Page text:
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Reversal of burden of proof in statutory arbitration without inviting submissions amounted to serious irregularity (Punch Partnerships v Jonalt)

Reversal of burden of proof in statutory arbitration without inviting submissions amounted to serious irregularity (Punch Partnerships v Jonalt)
Published on: 03 June 2020
Published by: LexisPSL
  • Reversal of burden of proof in statutory arbitration without inviting submissions amounted to serious irregularity (Punch Partnerships v Jonalt)
  • What are the practical implications of this judgment?
  • What was the background?
  • What did the court decide?
  • The burden of proof challenge
  • The excess of powers challenge
  • The remedy
  • Case details

Article summary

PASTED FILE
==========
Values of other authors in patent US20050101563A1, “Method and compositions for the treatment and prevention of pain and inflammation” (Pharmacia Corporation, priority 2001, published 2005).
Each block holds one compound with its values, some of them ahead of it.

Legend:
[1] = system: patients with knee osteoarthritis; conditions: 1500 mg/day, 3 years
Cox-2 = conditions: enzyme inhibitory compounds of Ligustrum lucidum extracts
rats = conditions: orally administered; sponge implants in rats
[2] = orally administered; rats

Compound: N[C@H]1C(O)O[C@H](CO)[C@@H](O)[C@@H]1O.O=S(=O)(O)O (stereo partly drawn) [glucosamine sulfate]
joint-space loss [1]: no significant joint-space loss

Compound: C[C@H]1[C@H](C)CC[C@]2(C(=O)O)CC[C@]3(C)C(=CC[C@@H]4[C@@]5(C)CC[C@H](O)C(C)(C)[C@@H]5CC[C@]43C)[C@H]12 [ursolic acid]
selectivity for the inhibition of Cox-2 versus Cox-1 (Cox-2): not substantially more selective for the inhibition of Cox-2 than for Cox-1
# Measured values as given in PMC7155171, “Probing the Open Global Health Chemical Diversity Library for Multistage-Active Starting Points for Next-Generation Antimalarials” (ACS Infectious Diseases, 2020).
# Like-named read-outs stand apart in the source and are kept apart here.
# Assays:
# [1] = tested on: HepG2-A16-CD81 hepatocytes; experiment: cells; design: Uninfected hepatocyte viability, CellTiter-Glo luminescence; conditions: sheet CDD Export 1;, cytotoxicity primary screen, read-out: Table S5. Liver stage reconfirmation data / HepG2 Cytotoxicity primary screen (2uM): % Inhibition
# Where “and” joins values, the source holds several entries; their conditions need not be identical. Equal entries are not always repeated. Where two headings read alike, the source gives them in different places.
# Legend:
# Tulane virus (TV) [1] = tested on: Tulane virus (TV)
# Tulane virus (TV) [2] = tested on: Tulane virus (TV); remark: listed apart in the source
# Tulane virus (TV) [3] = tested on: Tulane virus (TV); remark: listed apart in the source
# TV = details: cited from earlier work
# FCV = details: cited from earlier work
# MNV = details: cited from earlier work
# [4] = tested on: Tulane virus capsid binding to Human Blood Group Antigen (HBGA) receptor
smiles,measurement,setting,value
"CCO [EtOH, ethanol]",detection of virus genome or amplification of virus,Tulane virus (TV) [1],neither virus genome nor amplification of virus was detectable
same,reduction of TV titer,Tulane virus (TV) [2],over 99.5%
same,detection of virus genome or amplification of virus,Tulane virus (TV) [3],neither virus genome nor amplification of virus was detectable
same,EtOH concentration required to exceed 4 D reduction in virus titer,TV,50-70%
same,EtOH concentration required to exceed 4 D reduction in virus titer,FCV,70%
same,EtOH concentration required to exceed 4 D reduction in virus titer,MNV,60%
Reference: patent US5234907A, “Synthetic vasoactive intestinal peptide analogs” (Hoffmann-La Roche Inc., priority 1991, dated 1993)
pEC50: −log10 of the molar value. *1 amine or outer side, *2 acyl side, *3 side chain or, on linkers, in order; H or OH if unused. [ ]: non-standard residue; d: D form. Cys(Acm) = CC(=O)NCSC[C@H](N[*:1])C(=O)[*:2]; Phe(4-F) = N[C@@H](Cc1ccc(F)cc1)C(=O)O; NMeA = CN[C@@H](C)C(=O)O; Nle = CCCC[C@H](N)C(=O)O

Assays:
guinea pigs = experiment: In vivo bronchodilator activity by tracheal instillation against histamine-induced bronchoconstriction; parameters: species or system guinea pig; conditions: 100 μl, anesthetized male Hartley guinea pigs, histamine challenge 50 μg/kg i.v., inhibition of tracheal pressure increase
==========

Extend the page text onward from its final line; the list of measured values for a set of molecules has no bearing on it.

Arbitration analysis: Kelyn Bacon QC, sitting as a Deputy Judge of the High Court in the Chancery Division, allowed the claimants’ (a pub landlord and a pub-owning business) serious irregularity challenge to an ad hoc arbitration award issued in a statutory arbitration commenced by the tenant defendant under Part 4 of the Small Business, Enterprise and Employment Act 2015 (SBEEA 2015) and the Pubs Code etc Regulations 2016 (the Pubs Code). The court found that the arbitrator’s reversal of the normal burden of proof without inviting submissions from the parties constituted a serious irregularity pursuant to section 68(2)(a) of the Arbitration Act 1996 (AA 1996). The court also found that the arbitrator had exceeded his powers in ordering the claimants to offer a lease to the tenant containing a specific keg stocking requirement, which was contrary to AA 1996, s 68(2)(b). Both forms of serious irregularity were found to have caused the claimants substantial injustice. or take a trial to read the full analysis.

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